1. ## Verification?

I'm trying to verify my solution to this problem:

Suppose $\displaystyle a$ and $\displaystyle x$ are both elements in group $\displaystyle G$. Solve the following equations simultaneously for $\displaystyle x$:

$\displaystyle x^2=a^2$ and $\displaystyle x^5=e$ where $\displaystyle e$ is the identity element of $\displaystyle G$

OK. I find that $\displaystyle x=(a^4)^{-1}$.

I'm having trouble verifying this result. CAN I verify?

*note: $\displaystyle x*x=x^2$ is an example of the notation employed here.

2. ## Re: Verification?

what do you mean by verify?

3. ## Re: Verification?

Well, you can do this:

$\displaystyle (a^{-4})^{5}=a^{-20}=(a^{2})^{-10}\dots,$ and see if you get $\displaystyle e.$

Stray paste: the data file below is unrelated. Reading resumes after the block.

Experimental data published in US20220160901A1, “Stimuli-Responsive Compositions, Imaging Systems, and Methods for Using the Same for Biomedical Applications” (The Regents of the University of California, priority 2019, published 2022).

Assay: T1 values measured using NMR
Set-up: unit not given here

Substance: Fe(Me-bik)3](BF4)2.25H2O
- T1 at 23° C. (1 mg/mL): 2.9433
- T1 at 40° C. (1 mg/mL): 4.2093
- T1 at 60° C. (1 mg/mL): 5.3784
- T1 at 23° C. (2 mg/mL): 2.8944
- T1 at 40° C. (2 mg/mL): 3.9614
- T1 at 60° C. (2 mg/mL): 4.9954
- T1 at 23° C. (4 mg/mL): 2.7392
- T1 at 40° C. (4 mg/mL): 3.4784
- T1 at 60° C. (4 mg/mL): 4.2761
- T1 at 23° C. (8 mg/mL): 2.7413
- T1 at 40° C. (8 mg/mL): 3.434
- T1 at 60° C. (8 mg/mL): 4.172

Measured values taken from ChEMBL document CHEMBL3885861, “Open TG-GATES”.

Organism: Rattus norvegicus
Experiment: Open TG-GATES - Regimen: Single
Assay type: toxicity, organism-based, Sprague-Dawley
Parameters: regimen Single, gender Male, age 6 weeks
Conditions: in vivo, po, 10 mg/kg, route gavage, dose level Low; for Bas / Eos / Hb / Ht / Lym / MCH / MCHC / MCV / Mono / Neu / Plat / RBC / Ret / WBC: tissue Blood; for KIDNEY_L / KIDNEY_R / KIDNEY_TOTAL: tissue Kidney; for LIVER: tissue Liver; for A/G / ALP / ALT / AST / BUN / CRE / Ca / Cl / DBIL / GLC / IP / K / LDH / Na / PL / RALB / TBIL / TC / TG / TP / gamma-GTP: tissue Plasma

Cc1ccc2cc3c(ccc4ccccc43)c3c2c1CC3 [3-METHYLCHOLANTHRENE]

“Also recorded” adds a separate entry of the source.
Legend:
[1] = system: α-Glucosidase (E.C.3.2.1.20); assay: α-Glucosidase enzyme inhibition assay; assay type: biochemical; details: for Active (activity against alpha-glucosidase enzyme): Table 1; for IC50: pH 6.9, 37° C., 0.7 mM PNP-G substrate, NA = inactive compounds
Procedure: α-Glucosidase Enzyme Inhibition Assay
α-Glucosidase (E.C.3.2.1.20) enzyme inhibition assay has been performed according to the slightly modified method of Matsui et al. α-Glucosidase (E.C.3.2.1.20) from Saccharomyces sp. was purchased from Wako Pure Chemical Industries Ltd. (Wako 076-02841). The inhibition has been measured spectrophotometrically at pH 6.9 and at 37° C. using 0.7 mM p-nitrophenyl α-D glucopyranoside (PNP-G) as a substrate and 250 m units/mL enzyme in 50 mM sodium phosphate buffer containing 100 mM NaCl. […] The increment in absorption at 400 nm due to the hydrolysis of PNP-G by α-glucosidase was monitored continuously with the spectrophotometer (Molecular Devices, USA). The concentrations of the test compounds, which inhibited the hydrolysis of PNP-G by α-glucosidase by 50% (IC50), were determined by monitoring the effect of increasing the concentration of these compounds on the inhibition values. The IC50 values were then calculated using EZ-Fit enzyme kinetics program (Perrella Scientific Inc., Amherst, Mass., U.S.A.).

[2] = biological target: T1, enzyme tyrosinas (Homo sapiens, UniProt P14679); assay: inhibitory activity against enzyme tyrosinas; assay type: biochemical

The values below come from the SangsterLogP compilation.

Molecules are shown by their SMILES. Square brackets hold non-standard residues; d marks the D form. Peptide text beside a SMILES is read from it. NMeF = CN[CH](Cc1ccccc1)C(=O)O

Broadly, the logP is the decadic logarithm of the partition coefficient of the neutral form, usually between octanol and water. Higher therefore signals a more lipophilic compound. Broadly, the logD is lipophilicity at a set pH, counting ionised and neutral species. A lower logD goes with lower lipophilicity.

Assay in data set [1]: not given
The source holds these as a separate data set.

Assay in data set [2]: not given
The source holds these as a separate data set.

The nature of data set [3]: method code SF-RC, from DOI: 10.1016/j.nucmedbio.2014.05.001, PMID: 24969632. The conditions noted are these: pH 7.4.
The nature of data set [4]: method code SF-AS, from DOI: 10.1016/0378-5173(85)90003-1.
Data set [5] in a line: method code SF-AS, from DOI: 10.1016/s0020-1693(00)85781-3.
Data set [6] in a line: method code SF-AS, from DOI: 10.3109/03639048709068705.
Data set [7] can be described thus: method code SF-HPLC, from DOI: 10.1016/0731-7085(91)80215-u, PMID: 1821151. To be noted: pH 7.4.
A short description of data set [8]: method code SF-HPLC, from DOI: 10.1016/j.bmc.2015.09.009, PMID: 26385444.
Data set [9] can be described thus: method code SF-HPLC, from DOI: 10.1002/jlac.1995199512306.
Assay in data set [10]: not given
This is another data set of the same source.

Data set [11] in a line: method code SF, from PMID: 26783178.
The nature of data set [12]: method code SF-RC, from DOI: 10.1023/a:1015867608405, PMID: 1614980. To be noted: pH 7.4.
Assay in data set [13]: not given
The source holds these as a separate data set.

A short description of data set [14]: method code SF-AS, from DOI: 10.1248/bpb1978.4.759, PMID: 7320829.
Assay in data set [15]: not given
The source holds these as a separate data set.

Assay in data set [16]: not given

I would also work by attempting to compute the order of $\displaystyle a.$ That might help you verify what

$\displaystyle (a^{-4})^{2}$ is.

4. ## Re: Verification?

$\displaystyle x^2 (a^2)^{-1} = e = x^5$

$\displaystyle (a^2)^{-1} = x^{-1}x^{-1} x^5 = x^3 = x^2 x = a^2 x$

$\displaystyle a^{-1}a^{-1}(a^2)^{-1}=x$

Note that $\displaystyle xa^4=(a^{-1}a^{-1}(a^2)^{-1})(a^4)=a^{-1}a^{-1}(a^2)^{-1}a^2aa=e$

So since inverses are unique $\displaystyle x=(a^4)^{-1}$

5. ## Re: Verification?

the reason for my question, in my earlier post, is that simultaneous equations like this aren't like what you may be used to, where you "plug in the value for x" and see if it works.

we aren't told what a is (or even what the group operation is), so there's not some kind of computational verification you can do.

if you have derived a value of x in terms of a correctly (using the group axioms properly), that's all the verification you need (as in the post above, and i think there was an earlier thread on this same topic).